According to the latest reports, more than 10,000 cases of monkeypox have been reported in the United States. Originally discovered in monkeys in 1958, monkeypox can be transferred to humans through close contact with sick monkeys or with items that have been contaminated with the monkeypox virus.
Symptoms Of Monkeypox
Once contracted, symptoms of the disease include fever, headache, muscle aches, and swollen lymph nodes. In some cases of serious infection, patients will develop skin lesions or rashes, typically on the face and extremities; these lesions take around two weeks to form but they eventually heal without scarring.
According to the Centers for Disease Control and Prevention (CDC), monkeypox is a viral disease that occurs primarily in Africa. The virus is similar to human smallpox but generally causes less severe illness. Symptoms of monkeypox include
- muscle aches,
- swollen lymph nodes,
- chills, and
A rash may also develop, which often starts on the face and spreads to other parts of the body. In some cases, monkeypox can be fatal. For those with a weakened immune system, including HIV/AIDS patients or transplant recipients who have recently received an organ transplant, the risk of death from monkeypox is greater.
The History Of Monkeypox
Monkeypox is a rare viral disease that is similar to smallpox. It was first discovered in laboratory monkeys in 1958 and later identified in humans in 1970. The last outbreak of monkeypox occurred in the United States in 2003, when more than 150 people were infected.
The current outbreak began in September 2018, when a sick traveler returned to the United States from Nigeria. Since then, more than 10,000 people have been infected with monkeypox. In 2019, more than 20 new cases are being reported every day in America.
For example, on June 3rd 2019 alone there were six new cases reported in Illinois. There have also been reports of animal infections such as a cat who was infected by playing outside with an infected human or another animal such as a squirrel.
Fortunately, treatment for the virus is not expensive or complicated; however, experts warn that unless vaccination efforts ramp up quickly, this could become an epidemic worse than Ebola or measles due to how easily it spreads through contact with animals or through coughing and sneezing without immunity.
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The virus spread
The Monkeypox virus was first identified in 1970 in humans. The majority of cases have been reported in Africa, but the virus has also been identified in Asia and Europe.
In September 2018, the first case of Monkeypox was reported in the United States. Since then, the virus has spread to 30 states and infected more than 10,000 people. The virus is usually spread through contact with an infected animal, but it can also be spread from person to person.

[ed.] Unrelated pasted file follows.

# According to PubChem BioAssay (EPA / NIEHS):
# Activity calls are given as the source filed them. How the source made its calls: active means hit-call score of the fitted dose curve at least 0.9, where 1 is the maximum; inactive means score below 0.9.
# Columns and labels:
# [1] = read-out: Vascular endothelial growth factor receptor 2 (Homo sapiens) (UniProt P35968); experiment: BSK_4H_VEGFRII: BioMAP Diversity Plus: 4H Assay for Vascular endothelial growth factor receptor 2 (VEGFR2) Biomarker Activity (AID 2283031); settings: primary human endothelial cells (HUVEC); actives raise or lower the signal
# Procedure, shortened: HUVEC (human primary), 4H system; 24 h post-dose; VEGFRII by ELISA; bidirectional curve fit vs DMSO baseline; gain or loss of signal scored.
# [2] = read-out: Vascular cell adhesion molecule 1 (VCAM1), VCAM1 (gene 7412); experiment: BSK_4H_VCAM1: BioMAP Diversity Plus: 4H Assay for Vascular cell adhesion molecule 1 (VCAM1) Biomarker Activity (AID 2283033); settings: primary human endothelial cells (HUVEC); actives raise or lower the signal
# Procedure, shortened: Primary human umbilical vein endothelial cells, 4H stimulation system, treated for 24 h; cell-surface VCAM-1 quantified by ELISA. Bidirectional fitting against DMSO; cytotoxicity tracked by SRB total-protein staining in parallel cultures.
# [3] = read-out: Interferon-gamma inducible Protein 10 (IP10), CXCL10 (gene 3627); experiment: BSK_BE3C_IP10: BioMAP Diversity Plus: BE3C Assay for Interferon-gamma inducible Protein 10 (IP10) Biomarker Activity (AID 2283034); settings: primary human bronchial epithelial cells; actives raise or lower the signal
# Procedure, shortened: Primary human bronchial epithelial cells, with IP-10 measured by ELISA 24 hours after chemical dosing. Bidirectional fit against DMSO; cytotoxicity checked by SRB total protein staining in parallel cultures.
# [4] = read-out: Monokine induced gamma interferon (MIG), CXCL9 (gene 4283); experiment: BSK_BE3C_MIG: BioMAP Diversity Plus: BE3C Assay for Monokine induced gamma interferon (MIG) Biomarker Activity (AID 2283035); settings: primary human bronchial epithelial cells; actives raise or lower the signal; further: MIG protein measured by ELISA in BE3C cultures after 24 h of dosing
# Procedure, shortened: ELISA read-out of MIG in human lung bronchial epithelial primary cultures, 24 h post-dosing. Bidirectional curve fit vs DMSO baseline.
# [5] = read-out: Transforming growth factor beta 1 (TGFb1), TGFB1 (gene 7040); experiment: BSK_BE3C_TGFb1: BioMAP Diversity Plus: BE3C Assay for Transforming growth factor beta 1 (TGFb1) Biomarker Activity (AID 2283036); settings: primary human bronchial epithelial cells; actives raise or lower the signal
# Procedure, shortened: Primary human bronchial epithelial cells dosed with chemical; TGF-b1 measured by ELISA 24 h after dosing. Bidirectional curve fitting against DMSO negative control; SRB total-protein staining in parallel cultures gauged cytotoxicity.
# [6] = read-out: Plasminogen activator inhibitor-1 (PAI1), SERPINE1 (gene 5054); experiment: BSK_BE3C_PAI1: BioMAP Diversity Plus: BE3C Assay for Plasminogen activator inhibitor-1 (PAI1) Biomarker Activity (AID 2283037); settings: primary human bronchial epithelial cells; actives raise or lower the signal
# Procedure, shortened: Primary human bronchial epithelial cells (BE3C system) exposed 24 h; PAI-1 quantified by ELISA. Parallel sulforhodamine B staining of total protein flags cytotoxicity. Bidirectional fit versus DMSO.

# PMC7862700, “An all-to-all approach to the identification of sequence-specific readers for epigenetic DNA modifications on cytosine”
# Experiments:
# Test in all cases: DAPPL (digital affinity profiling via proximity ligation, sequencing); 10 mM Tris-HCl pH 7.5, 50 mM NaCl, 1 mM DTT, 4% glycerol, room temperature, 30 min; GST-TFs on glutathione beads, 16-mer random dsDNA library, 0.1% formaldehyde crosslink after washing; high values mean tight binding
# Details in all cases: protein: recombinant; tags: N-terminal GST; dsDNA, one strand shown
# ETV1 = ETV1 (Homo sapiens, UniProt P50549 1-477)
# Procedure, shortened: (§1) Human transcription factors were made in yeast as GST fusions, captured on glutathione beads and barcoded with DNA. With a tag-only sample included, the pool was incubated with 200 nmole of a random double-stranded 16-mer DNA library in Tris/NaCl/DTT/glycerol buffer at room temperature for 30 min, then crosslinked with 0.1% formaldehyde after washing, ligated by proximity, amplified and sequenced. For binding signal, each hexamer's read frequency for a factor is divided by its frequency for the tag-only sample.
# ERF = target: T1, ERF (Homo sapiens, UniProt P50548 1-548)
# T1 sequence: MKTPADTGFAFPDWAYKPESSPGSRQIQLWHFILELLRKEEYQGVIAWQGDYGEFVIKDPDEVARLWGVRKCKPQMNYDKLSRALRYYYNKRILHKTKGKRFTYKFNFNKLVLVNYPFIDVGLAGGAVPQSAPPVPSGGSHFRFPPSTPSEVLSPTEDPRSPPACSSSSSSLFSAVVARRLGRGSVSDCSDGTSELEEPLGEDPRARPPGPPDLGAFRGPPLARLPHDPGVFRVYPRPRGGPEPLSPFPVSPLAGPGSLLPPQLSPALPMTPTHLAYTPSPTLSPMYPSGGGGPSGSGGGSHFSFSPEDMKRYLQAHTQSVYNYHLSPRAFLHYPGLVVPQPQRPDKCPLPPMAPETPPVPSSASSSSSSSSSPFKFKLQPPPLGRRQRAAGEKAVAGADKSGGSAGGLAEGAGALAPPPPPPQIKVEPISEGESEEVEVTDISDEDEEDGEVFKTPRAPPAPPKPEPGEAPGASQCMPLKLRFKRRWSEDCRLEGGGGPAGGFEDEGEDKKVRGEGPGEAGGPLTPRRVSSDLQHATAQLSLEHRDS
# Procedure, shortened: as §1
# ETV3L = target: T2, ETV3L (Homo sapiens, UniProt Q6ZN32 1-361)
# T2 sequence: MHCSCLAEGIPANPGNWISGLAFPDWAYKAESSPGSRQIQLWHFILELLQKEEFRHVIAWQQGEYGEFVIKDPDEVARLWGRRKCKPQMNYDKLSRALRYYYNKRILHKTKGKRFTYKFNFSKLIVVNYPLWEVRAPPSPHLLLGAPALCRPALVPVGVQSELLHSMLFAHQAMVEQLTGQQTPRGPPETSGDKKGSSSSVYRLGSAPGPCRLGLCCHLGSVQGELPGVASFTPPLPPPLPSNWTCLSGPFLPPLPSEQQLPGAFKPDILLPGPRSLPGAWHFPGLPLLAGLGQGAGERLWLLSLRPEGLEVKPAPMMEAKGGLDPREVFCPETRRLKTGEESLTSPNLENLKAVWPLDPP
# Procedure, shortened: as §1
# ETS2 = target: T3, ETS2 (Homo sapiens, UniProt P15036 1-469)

Symptoms of Monkeypox include fever, headache, muscle aches, and a rash. Monkeypox is a serious illness, but it is not usually fatal.
As of right now, there are over 10,000 cases of monkeypox in the United States. The total cost of care for these patients is still unknown, but it’s estimated that it will be in the millions. So far, there have been no deaths reported, but the cost of treatment is still high.
Hospitalization, as well as antiviral and immunoglobulin treatments, can cost up to $2400 per patient. Plus, there’s the lost productivity from work and school. This outbreak is sure to have a significant economic impact on the country.
How to avoid it?
The best way to avoid monkeypox is to be vaccinated against it. There are two types of vaccines available: a live, attenuated vaccine and a killed vaccine. The live, attenuated vaccine is given by injection and is available in some countries.
The killed vaccine is given by mouth and is not currently available in the United States. If you are traveling to an area where monkeypox is common, you should receive the vaccine at least four weeks before your trip.
🔵WebMD(2005-2022)U.S. Tops 10,000 Confirmed Monkeypox Cases: CDC(Available Online): https://www.webmd.com/a-to-z-guides/news/20220812/us-tops-10000-confirmed-monkeypox-cases-cdc
🔵 Florida Health.Gov(2022): DOH-Pasco is Monitoring the Nationwide Monkeypox Outbreak(Available Online): https://www.floridahealth.gov/diseases-and-conditions/monkeypox/index.html
With over 15 years as a practicing journalist, Nikki Attkisson found herself at Powdersville Post now after working at several other publications. She is an award-winning journalist with an entrepreneurial spirit and worked as a journalist covering technology, innovation, environmental issues, politics, health etc. Nikki Attkisson has also worked on product development, content strategy, and editorial management for numerous media companies. She began her career at local news stations and worked as a reporter in national newspapers.